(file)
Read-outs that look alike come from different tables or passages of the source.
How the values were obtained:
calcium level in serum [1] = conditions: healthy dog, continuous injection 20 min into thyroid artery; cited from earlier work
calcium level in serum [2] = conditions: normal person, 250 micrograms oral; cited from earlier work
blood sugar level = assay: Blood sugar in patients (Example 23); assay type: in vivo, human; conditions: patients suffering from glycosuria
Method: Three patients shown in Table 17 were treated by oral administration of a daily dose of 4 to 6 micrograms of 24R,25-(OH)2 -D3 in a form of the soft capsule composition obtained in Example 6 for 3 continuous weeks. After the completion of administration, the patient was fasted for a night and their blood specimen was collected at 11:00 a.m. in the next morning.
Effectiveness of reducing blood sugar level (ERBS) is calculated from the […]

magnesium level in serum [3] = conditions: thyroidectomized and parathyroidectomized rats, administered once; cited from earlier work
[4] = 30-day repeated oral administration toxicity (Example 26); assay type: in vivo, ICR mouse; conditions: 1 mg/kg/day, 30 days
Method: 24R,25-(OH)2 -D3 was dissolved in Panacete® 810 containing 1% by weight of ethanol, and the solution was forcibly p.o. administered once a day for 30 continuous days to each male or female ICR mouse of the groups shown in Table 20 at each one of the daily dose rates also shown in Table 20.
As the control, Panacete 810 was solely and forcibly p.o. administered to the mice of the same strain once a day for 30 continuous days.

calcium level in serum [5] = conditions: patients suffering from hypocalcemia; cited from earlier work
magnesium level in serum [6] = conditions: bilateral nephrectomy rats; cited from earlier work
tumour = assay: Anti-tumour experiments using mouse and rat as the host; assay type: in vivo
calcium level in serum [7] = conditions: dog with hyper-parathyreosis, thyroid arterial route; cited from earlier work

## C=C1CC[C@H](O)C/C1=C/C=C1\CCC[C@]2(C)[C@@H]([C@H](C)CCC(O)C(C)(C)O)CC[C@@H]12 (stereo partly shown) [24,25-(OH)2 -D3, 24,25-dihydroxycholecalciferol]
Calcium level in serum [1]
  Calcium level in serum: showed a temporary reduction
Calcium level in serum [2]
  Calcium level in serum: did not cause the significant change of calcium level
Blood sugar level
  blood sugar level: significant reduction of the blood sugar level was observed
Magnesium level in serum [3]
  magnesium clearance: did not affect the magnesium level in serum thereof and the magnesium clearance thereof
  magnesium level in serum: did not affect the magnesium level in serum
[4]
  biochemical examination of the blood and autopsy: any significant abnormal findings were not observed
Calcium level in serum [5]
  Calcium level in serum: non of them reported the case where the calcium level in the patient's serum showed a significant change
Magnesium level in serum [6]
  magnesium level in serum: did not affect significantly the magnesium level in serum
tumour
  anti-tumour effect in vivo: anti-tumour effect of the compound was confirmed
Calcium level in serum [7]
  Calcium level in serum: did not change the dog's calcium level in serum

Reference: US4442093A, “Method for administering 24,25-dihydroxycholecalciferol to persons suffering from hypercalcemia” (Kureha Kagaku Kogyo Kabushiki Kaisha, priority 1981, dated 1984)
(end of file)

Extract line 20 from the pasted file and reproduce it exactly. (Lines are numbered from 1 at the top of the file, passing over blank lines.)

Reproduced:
  Calcium level in serum: did not cause the significant change of calcium level